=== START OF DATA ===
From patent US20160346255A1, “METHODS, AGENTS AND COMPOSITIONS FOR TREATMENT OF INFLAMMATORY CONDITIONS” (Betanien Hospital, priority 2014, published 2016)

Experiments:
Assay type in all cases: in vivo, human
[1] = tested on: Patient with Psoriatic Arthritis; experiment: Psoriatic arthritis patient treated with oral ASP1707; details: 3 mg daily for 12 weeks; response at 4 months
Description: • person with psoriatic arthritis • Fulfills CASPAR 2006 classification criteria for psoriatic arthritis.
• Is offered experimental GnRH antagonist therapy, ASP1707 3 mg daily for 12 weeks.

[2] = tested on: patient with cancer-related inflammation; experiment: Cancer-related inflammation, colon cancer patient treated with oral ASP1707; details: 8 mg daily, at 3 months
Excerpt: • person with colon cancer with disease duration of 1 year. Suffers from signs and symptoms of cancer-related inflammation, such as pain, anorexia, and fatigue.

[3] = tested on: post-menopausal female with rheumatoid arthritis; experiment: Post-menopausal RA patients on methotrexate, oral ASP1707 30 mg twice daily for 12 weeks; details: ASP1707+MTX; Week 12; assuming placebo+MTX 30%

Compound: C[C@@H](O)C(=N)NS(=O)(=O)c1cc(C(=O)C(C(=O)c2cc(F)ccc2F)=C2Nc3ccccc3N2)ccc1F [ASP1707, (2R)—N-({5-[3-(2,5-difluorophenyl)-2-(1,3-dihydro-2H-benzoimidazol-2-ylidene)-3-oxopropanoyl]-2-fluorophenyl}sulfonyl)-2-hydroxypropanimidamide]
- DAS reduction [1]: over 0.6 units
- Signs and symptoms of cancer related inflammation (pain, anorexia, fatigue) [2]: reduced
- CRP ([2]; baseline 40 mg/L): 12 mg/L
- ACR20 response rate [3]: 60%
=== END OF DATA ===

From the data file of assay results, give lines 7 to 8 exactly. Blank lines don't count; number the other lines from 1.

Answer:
[2] = tested on: patient with cancer-related inflammation; experiment: Cancer-related inflammation, colon cancer patient treated with oral ASP1707; details: 8 mg daily, at 3 months
Excerpt: • person with colon cancer with disease duration of 1 year. Suffers from signs and symptoms of cancer-related inflammation, such as pain, anorexia, and fatigue.